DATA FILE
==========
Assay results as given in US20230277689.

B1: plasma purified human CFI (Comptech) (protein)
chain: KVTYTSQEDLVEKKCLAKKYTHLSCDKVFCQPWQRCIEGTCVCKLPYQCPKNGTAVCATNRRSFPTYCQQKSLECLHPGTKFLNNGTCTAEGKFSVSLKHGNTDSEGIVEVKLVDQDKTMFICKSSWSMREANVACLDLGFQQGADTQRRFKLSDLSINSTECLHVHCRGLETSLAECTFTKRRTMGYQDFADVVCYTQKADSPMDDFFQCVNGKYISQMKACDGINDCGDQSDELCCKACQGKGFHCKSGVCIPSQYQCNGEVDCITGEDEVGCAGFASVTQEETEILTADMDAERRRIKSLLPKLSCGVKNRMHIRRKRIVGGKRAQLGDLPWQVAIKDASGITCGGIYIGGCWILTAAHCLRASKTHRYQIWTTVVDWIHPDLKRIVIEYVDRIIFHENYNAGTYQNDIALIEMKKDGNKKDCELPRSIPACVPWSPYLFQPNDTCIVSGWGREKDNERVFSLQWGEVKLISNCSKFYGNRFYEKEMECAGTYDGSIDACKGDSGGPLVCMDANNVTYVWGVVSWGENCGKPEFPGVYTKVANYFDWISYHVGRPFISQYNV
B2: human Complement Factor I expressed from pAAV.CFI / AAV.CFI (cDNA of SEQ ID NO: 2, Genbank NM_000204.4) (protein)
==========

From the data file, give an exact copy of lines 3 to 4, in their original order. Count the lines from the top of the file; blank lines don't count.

chain: KVTYTSQEDLVEKKCLAKKYTHLSCDKVFCQPWQRCIEGTCVCKLPYQCPKNGTAVCATNRRSFPTYCQQKSLECLHPGTKFLNNGTCTAEGKFSVSLKHGNTDSEGIVEVKLVDQDKTMFICKSSWSMREANVACLDLGFQQGADTQRRFKLSDLSINSTECLHVHCRGLETSLAECTFTKRRTMGYQDFADVVCYTQKADSPMDDFFQCVNGKYISQMKACDGINDCGDQSDELCCKACQGKGFHCKSGVCIPSQYQCNGEVDCITGEDEVGCAGFASVTQEETEILTADMDAERRRIKSLLPKLSCGVKNRMHIRRKRIVGGKRAQLGDLPWQVAIKDASGITCGGIYIGGCWILTAAHCLRASKTHRYQIWTTVVDWIHPDLKRIVIEYVDRIIFHENYNAGTYQNDIALIEMKKDGNKKDCELPRSIPACVPWSPYLFQPNDTCIVSGWGREKDNERVFSLQWGEVKLISNCSKFYGNRFYEKEMECAGTYDGSIDACKGDSGGPLVCMDANNVTYVWGVVSWGENCGKPEFPGVYTKVANYFDWISYHVGRPFISQYNV
B2: human Complement Factor I expressed from pAAV.CFI / AAV.CFI (cDNA of SEQ ID NO: 2, Genbank NM_000204.4) (protein)